It's basically spending interactivity (and single-use-ness) to buy adequate security for a short secret. Magic-wormhole is not useful for encrypting long-term data-at-rest (because the sender needs to stick around to perform the key-exchange protocol with the receiver), nor is it useful for encrypting data to multiple parties (because the code is single-use). But it's great for getting a single file to a single person, or to establish a full-strength session key for continued use later.
I don't know how big this number is, however it is pretty big.
This technic even has a name: diceware .
Generally I see people using Diceware with more than 3 words too (at least 4 or 5). However if the file does not need NSA levels of security 3 words seems fine.
Which is 4,912,913,300,340,000 ≈ 2^52. Fifty-two bits of entropy is pretty horrible for anything that you really care about: you want at least 128.
Of course this assumes you are fine with the chain of trust that ends with Certificate Authorites, but this is no different that HTTPS.
Yes nacl/box and nacl/secretbox can handle the encryption and decryption part of pass, but how do they handle the key management part? With pass+openpgp, I have my key-pair, while the private key was protected by a strong passphrase, everytime I use pass it asks me for the passphrase to unlock my private key, then it's done.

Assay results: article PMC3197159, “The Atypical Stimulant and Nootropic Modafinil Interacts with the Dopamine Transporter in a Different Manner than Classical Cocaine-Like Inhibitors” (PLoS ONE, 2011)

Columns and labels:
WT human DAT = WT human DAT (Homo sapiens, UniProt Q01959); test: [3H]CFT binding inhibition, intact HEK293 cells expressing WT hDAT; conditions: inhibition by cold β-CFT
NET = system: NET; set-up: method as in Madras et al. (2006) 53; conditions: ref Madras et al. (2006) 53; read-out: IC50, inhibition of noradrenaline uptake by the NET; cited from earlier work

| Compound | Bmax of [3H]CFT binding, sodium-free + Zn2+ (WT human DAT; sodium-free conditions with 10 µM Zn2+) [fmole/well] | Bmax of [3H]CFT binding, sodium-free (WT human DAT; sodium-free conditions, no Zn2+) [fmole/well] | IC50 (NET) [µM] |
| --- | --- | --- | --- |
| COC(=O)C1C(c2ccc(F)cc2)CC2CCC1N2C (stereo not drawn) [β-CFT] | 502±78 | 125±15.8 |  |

With nacl/box, I need to generate a random key-pair, and then how do I securely store the private key? Maybe I use the nacl/secretbox to encrypt it and store as a file in my computer? But the key part of nacl/secretbox is a fixed-size byte, so that limits how long my passphrase can be? There's also a fixed-size byte nonce, how do I store that in my computer? Maybe I should just combine them to get a byte as the passphrase? That may or may not be long enough as I would like it to be.
The implication that a tool like MH (or PGP) "needs" a modern alternative probably deserves to be questioned. There are nits, and there are problems, but GPGMail plugins for mail mostly work as well as anything else which is an accretion.
My corporate mail is using X.509 client certificates. LDAP (which is basically X.500-- so naturally fits X.509 information model) makes it work. We all grow a long tail
of past certificates to make sure we can unpack our own p7m data.
I don't think we ever solved how untrusted people come into trust without some form of painful mediation. The dream of the Quipu X.500 global directory remains...
The opening paragraph is off-putting:
> Did your last Yubikey just break?